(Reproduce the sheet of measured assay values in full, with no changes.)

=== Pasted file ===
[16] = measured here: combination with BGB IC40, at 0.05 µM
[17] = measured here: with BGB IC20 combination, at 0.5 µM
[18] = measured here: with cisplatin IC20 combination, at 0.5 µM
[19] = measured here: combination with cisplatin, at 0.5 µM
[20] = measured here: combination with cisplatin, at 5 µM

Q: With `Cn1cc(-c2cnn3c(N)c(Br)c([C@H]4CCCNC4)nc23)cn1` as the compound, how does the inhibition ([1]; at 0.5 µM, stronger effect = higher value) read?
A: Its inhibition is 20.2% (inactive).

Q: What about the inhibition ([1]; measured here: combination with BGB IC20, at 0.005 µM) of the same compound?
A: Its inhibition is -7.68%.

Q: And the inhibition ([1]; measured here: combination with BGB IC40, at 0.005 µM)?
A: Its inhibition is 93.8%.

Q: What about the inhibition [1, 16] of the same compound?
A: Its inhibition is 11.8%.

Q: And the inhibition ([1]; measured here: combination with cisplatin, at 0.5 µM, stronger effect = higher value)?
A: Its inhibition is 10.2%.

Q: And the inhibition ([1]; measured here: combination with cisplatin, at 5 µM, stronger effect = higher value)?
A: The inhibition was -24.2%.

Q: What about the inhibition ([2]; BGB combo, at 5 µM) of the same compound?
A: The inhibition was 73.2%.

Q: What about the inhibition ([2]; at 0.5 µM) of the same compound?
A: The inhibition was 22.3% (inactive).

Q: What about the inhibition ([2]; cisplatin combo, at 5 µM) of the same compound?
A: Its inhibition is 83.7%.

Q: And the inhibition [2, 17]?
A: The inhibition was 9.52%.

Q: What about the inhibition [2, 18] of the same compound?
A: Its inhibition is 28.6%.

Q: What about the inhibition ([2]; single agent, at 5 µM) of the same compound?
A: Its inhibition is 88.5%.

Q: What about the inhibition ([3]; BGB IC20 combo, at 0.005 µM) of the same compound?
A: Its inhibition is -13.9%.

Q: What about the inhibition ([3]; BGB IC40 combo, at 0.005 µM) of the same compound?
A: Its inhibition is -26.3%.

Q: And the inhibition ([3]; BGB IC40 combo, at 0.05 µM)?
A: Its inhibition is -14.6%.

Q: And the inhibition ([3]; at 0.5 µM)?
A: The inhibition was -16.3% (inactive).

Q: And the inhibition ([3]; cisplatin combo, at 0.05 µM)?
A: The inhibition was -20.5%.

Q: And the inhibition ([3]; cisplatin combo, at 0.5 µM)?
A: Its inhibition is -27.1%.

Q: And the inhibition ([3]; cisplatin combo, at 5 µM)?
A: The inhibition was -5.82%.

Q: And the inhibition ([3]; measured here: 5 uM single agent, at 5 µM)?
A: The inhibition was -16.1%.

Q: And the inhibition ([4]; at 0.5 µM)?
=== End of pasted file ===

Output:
[16] = measured here: combination with BGB IC40, at 0.05 µM
[17] = measured here: with BGB IC20 combination, at 0.5 µM
[18] = measured here: with cisplatin IC20 combination, at 0.5 µM
[19] = measured here: combination with cisplatin, at 0.5 µM
[20] = measured here: combination with cisplatin, at 5 µM

Q: With `Cn1cc(-c2cnn3c(N)c(Br)c([C@H]4CCCNC4)nc23)cn1` as the compound, how does the inhibition ([1]; at 0.5 µM, stronger effect = higher value) read?
A: Its inhibition is 20.2% (inactive).

Q: What about the inhibition ([1]; measured here: combination with BGB IC20, at 0.005 µM) of the same compound?
A: Its inhibition is -7.68%.

Q: And the inhibition ([1]; measured here: combination with BGB IC40, at 0.005 µM)?
A: Its inhibition is 93.8%.

Q: What about the inhibition [1, 16] of the same compound?
A: Its inhibition is 11.8%.

Q: And the inhibition ([1]; measured here: combination with cisplatin, at 0.5 µM, stronger effect = higher value)?
A: Its inhibition is 10.2%.

Q: And the inhibition ([1]; measured here: combination with cisplatin, at 5 µM, stronger effect = higher value)?
A: The inhibition was -24.2%.

Q: What about the inhibition ([2]; BGB combo, at 5 µM) of the same compound?
A: The inhibition was 73.2%.

Q: What about the inhibition ([2]; at 0.5 µM) of the same compound?
A: The inhibition was 22.3% (inactive).

Q: What about the inhibition ([2]; cisplatin combo, at 5 µM) of the same compound?
A: Its inhibition is 83.7%.

Q: And the inhibition [2, 17]?
A: The inhibition was 9.52%.

Q: What about the inhibition [2, 18] of the same compound?
A: Its inhibition is 28.6%.

Q: What about the inhibition ([2]; single agent, at 5 µM) of the same compound?
A: Its inhibition is 88.5%.

Q: What about the inhibition ([3]; BGB IC20 combo, at 0.005 µM) of the same compound?
A: Its inhibition is -13.9%.

Q: What about the inhibition ([3]; BGB IC40 combo, at 0.005 µM) of the same compound?
A: Its inhibition is -26.3%.

Q: And the inhibition ([3]; BGB IC40 combo, at 0.05 µM)?
A: Its inhibition is -14.6%.

Q: And the inhibition ([3]; at 0.5 µM)?
A: The inhibition was -16.3% (inactive).

Q: And the inhibition ([3]; cisplatin combo, at 0.05 µM)?
A: The inhibition was -20.5%.

Q: And the inhibition ([3]; cisplatin combo, at 0.5 µM)?
A: Its inhibition is -27.1%.

Q: And the inhibition ([3]; cisplatin combo, at 5 µM)?
A: The inhibition was -5.82%.

Q: And the inhibition ([3]; measured here: 5 uM single agent, at 5 µM)?
A: The inhibition was -16.1%.

Q: And the inhibition ([4]; at 0.5 µM)?